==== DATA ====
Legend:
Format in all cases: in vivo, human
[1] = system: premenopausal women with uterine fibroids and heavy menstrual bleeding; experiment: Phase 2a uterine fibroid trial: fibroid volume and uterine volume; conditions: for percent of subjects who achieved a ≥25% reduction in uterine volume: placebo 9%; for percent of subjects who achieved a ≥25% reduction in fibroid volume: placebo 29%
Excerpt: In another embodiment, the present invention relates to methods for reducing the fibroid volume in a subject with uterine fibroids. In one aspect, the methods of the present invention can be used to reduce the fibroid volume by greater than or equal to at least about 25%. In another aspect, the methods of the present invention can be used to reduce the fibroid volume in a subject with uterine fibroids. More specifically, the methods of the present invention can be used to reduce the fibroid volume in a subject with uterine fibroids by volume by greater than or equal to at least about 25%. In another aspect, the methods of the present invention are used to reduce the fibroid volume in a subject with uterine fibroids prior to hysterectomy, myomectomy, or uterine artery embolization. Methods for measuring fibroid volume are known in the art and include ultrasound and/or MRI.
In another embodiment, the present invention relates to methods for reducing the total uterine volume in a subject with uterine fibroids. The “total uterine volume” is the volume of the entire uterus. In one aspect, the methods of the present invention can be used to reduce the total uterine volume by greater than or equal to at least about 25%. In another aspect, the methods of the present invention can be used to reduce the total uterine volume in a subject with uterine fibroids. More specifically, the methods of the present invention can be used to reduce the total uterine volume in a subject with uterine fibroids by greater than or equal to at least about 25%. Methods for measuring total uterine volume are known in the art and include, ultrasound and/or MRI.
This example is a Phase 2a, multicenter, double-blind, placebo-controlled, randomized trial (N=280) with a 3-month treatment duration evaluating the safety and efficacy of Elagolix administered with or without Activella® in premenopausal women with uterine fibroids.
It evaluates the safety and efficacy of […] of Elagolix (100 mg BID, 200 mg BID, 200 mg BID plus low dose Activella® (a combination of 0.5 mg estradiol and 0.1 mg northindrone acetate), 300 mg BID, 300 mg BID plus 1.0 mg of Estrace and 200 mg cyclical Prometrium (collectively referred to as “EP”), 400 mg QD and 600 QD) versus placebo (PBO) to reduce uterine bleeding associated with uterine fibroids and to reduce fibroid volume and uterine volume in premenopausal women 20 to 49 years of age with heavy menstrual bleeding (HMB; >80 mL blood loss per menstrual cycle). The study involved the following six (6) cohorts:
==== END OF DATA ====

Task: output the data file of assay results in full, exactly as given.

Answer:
Legend:
Format in all cases: in vivo, human
[1] = system: premenopausal women with uterine fibroids and heavy menstrual bleeding; experiment: Phase 2a uterine fibroid trial: fibroid volume and uterine volume; conditions: for percent of subjects who achieved a ≥25% reduction in uterine volume: placebo 9%; for percent of subjects who achieved a ≥25% reduction in fibroid volume: placebo 29%
Excerpt: In another embodiment, the present invention relates to methods for reducing the fibroid volume in a subject with uterine fibroids. In one aspect, the methods of the present invention can be used to reduce the fibroid volume by greater than or equal to at least about 25%. In another aspect, the methods of the present invention can be used to reduce the fibroid volume in a subject with uterine fibroids. More specifically, the methods of the present invention can be used to reduce the fibroid volume in a subject with uterine fibroids by volume by greater than or equal to at least about 25%. In another aspect, the methods of the present invention are used to reduce the fibroid volume in a subject with uterine fibroids prior to hysterectomy, myomectomy, or uterine artery embolization. Methods for measuring fibroid volume are known in the art and include ultrasound and/or MRI.
In another embodiment, the present invention relates to methods for reducing the total uterine volume in a subject with uterine fibroids. The “total uterine volume” is the volume of the entire uterus. In one aspect, the methods of the present invention can be used to reduce the total uterine volume by greater than or equal to at least about 25%. In another aspect, the methods of the present invention can be used to reduce the total uterine volume in a subject with uterine fibroids. More specifically, the methods of the present invention can be used to reduce the total uterine volume in a subject with uterine fibroids by greater than or equal to at least about 25%. Methods for measuring total uterine volume are known in the art and include, ultrasound and/or MRI.
This example is a Phase 2a, multicenter, double-blind, placebo-controlled, randomized trial (N=280) with a 3-month treatment duration evaluating the safety and efficacy of Elagolix administered with or without Activella® in premenopausal women with uterine fibroids.
It evaluates the safety and efficacy of […] of Elagolix (100 mg BID, 200 mg BID, 200 mg BID plus low dose Activella® (a combination of 0.5 mg estradiol and 0.1 mg northindrone acetate), 300 mg BID, 300 mg BID plus 1.0 mg of Estrace and 200 mg cyclical Prometrium (collectively referred to as “EP”), 400 mg QD and 600 QD) versus placebo (PBO) to reduce uterine bleeding associated with uterine fibroids and to reduce fibroid volume and uterine volume in premenopausal women 20 to 49 years of age with heavy menstrual bleeding (HMB; >80 mL blood loss per menstrual cycle). The study involved the following six (6) cohorts: